FCHS successfully rolls out Positive Behavior Program

FCHS successfully rolls out Positive Behavior Program

A new approach to encouraging good behavior at Fayette County High School is showing promising signs, says Principal Dan Lane, though he says its too early to claim a complete victory just yet.

When Lane took his new post last year, he inherited a student discipline situation he says he felt needed high-priority attention. “We had a high number of discipline referrals,” he said.

That number was close to 1,600, Lane says, and what is especially remarkable about that number is that, according to school records, the write-ups were being given to only about 17 percent of the student population.

“We were seeing kids who had multiple referrals,” he said.

So Lane put together a discipline task force to look at ways to stem unacceptable behavior and promote positive behavior. He says one thing that came up quickly was that the school was pretty much exclusively using a “punishment model” of student management. The more frequently a student got into trouble, the more severe the consequence.

“Using the punishment model alone wasn’t working,” Lane said.

While Lane says the school still hands out consequences when necessary, a new Positive Behavior Program was born out of the task force meetings, and that program was rolled out when the 2014-15 school year began. Using “Tiger Tokens”, school teachers, staff and even bus drivers are encouraged to give at least 25 commendations to students each week, and students can then cash in those slips of paper at a special Tiger Token Store at lunch time in the Commons area.

Just one Tiger Token affords a student a free roller grill item coupon from the local RaceTrac gas station. Twenty-five Tiger Tokens buys a driving student a parking upgrade, which allows them to use the staff lot. Other rewards include the exclusive use of lockers along the main hallway, smoothies from Truett’s Luau restaurant, sports bottles, FCHS logo hats and chances to win drawings, including this week’s pair of cinema tickets.

Paraprofessional Joanne Alford was brought on this year to coordinate the Positive Behavior Program, and she says teachers are warming up to the opportunity. Bus drivers, say she and Lane, were some of the earliest adopters.

“Our bus drivers say it has really helped them,” Alford said.

The trick is to keep prizes on offer while not breaking the bank, but thus far Alford says the community has been supportive, and prizes have flowed in from across the Fayetteville business sector.

“We probably have about 95-percent support from businesses we’ve approached,” Alford said. “Everybody seems to be excited about the program.”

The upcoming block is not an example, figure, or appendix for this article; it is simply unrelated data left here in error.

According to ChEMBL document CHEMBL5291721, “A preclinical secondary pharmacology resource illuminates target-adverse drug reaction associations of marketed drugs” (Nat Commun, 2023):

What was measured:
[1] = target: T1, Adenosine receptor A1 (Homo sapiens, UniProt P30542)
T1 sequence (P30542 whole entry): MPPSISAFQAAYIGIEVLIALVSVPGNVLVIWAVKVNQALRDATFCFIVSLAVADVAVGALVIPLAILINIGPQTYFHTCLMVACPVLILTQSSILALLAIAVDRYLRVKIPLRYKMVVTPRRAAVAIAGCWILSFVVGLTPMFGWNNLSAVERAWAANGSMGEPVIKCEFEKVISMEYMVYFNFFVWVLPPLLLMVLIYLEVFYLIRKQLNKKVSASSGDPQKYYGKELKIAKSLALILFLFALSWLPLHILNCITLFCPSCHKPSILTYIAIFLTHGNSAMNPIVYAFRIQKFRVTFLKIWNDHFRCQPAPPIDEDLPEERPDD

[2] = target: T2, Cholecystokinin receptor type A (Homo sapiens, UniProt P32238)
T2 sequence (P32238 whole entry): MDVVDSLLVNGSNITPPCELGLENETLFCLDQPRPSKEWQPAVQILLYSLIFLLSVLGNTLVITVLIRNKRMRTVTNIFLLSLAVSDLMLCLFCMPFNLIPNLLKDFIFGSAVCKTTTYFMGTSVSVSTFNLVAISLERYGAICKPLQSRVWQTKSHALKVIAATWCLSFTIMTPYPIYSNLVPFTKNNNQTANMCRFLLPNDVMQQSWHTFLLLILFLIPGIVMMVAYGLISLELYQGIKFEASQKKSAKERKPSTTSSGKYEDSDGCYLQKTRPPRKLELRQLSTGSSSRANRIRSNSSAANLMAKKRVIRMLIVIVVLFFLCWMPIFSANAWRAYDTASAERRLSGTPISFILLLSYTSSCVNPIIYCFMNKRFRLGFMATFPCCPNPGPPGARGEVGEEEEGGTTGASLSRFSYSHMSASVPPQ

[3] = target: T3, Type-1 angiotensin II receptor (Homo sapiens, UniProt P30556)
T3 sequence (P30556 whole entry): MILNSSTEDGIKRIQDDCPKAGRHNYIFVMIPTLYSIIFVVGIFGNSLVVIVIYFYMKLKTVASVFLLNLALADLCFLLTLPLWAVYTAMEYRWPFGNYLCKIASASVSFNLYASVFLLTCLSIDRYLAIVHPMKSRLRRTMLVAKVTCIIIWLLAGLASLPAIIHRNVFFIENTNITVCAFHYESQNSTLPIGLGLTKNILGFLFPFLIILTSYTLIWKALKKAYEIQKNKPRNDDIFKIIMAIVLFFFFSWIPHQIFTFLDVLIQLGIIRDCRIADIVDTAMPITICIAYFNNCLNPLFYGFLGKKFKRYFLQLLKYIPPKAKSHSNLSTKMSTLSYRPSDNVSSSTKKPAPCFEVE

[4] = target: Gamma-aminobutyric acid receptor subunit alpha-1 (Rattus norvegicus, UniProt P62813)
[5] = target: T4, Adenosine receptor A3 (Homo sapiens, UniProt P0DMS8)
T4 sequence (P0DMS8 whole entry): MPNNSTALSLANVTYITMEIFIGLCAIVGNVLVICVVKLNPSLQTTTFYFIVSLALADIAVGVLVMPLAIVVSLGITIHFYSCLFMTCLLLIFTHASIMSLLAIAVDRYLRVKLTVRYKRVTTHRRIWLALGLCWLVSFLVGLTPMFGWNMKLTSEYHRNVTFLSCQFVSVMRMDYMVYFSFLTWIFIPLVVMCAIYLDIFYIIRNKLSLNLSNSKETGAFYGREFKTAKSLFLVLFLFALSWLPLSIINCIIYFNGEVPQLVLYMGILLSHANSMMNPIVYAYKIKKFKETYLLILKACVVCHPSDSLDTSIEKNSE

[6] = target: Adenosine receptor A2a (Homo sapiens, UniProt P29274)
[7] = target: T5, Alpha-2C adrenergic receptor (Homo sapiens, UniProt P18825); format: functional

While Friday lunch times are generally redemption times for Tiger Tokens, Alford opened up shop this past Monday, because she had been off the Friday before. Monday became a big day for Senior Samantha Wagner, who cashed in 25 Tiger Tokens for a staff parking spot. She is the third to do so this year.

Wagner said she had thought about trying to save up the required 60 tokens to get a ladies letterman jacket, but then she thought she could more imminently benefit from close-in parking, so she pulled the trigger on that instead. There’s only one letterman jacket being offered, so there’s no guarantee she’d have saved up enough before someone else snagged it. But thanks to recent school downsizing, there are plenty of available staff parking spaces.

“We’re not bribing the kids,” Lane said. “We’re encouraging positive behavior. It’s a way to build positive relationships with the kids.”

The students aren’t the only ones cashing in, though. Teachers, too, are motivated to participate by being included in drawings for more grown-up prizes such as oil changes and fine dining coupons. Every Tiger Token has to be signed by a teacher, so when that teacher’s token is surrendered, it is entered into a drawing just for staff members.

Organizations interested in contributing to the Positive Behavior Program can reach Alford at alford.joanne@mail.fcboe.org or by calling 770-460-3540, ext. 193.

So far, the following local businesses have contributed to Fayette County High’s Positive Behavior Program: Big Frog Custom T-Shirts; Truett’s Luau; Partners II Pizza; World Gym; T & G Allsports; Old Courthouse Tavern; RaceTrac; Dickey’s Barbecue Pit; La Hacienda; Panera Bread, Fayetteville; Wear Me; Flash Foods; Bruster’s Ice Cream; McDonald’s; TJ’s Nails; The Great Georgia Air Show; Frank’s at The Old Mill; Johnny’s New York Style Pizza; Fayetteville Main Street; Wal-Mart, Fayetteville; Twisted Taco; Game Stop; Cinemark Tinseltown; Christina’s Dominican Hair Salon; Firehouse Subs; Express Oil Change & Service Center; Delta Community Credit Union; Nail Fever; O’Charley’s; Dick’s Sporting Goods; Gym South; Popcorn Divine; Wells Fargo; Rejuv Spa; Ritz Fayette Beauty Academy & Barber School; and Starbucks.

Danny Harrison

Danny Harrison, a 1992 Fayette High School graduate, began his journalism career with Fayette County News in 1995. After taking several leaves of absence to pursue journalism and Christian ministry opportunities, including a few out of state and overseas, he returned full-time to Fayette County News in August 2014. Harrison earned a bachelor's degree in pastoral ministry in 2009 while serving as a missionary journalist in England and Western Europe.